7

The wiki subsection on the Minoan Peace is worth a read - it presents the arguments for and against the Minoans as warlike, and is well cited. The crux of it is this: About Minoan warfare, Branigan concludes that "The quantity of weaponry, the impressive fortifications, and the aggressive looking long-boats all suggested an era of intensified ...


7

In short, not at all. Part of the reason is that our modern concept of language, as a determinant of national identity, is a 19th century construct. Prior to the rise of nationalism, and publicly funded national school systems teaching a standard enunciation and spelling, every village in the world spoke its own dialect. For each such village the idiom, ...


7

Nobody really knows for sure. El/Elohim (which by the time of the writing of most of the Hebrew scriptures had become synonymous) has ancient Semitic roots, but Yahweh appears to be (nearly) unique to the Hebrews. There is almost no agreement on the origins and meaning of Yahweh's name. It is not attested other than among the Israelites, and seems ...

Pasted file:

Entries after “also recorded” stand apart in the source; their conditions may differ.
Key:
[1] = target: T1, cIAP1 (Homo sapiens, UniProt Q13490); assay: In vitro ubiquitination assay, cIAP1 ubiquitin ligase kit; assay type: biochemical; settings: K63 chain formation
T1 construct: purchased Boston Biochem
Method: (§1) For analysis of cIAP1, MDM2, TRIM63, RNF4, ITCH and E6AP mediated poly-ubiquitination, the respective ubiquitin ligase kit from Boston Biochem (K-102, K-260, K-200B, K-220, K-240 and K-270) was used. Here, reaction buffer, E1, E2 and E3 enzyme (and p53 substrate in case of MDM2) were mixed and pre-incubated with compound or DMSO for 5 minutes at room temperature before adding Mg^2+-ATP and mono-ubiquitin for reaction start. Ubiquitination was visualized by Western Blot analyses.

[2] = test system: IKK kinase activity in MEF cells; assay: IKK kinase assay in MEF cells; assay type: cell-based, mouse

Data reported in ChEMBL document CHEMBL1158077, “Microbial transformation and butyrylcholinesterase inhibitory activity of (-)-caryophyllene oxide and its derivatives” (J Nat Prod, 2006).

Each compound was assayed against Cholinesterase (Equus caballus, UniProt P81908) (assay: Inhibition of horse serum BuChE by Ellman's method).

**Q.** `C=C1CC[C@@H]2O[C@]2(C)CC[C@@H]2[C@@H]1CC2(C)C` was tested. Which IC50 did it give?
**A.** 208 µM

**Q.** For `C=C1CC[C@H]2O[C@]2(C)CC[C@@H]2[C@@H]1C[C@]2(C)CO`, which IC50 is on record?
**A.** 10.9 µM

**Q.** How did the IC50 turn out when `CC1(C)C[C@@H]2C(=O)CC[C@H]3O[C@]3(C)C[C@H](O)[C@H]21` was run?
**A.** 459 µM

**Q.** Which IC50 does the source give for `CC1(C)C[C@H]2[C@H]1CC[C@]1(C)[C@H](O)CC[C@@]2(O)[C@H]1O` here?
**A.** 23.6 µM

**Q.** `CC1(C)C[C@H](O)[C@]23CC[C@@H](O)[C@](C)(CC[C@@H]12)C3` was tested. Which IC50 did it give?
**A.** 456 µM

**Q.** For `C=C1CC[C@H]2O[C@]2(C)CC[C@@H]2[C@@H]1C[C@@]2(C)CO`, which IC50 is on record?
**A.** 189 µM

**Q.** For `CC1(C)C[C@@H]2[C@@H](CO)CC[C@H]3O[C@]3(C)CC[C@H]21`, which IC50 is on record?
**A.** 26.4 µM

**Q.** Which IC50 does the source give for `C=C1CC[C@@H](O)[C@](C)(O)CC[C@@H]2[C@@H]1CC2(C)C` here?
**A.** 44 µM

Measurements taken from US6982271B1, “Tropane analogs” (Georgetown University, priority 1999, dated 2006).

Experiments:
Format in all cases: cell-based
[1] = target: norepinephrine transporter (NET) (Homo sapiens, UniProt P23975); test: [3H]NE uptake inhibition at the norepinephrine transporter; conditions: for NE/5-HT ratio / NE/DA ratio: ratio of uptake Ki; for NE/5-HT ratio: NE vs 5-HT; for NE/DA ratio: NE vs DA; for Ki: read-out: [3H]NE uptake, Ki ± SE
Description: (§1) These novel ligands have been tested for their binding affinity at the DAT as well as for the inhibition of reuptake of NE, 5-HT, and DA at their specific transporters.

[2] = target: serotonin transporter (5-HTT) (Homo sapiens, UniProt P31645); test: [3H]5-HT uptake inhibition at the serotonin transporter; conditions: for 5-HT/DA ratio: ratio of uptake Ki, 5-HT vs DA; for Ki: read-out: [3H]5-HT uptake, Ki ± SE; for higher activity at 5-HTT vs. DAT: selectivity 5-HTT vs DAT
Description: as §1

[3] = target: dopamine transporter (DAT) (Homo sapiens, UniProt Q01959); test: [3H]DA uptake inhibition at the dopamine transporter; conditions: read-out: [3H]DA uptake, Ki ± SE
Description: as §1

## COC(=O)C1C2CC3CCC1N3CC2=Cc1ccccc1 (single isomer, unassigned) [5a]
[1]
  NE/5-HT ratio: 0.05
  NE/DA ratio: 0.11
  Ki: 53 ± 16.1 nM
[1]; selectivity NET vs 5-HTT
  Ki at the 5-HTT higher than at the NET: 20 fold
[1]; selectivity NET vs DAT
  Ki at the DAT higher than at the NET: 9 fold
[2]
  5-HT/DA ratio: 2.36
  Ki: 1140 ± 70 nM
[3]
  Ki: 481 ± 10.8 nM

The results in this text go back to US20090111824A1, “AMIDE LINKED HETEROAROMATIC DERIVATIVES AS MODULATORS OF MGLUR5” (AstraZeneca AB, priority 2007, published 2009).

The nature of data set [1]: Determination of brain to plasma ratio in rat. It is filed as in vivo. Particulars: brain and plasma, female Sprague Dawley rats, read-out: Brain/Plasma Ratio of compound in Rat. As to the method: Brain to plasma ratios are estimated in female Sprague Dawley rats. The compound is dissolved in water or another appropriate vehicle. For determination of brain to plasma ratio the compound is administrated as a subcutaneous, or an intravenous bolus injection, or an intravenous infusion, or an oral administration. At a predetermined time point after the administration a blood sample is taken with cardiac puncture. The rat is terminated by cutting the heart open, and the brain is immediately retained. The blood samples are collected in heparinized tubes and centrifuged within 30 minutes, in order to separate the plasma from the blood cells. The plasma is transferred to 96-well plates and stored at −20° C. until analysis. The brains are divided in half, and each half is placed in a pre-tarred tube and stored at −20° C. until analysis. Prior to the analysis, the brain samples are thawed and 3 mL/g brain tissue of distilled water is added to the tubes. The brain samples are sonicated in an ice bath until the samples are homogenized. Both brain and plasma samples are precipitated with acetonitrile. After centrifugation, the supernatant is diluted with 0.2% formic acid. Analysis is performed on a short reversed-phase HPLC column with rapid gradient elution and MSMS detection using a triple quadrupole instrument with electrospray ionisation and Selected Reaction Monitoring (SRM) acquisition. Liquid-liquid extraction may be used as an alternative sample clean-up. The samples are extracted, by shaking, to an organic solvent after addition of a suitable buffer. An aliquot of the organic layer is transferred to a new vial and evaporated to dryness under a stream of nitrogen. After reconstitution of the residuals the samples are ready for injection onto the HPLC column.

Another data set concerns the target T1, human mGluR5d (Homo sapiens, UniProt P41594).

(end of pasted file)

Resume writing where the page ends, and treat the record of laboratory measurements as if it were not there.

7

Linguists can offer some insight. In The Horse, The Wheel and Language, the spread of Proto Indo European languages, along with accompanying technology, helps explain what might have been a series of invasions.


6

Also check out Qin Shi Huang, the first emperor to unify China (same man who's tomb has the terracotta army surrounding it). The Qin province sent forth massive armies using bronze while a lot of the rest of China was transitioning to iron/steel (and Qin won in part due to their high grade of bronze compared to low the grade iron weapons of the time, for ...


6

c or ca means circa, which means approximately.


6

The Bronze-Age site in the Tollense Valley is an interesting one. However, I would treat many of the claims in that article with caution. To date, only a few peer-reviewed papers have been published, and in particular we are still waiting for the reports documenting the human osteo-archaeology in detail. Furthermore, some of the claims in that article do ...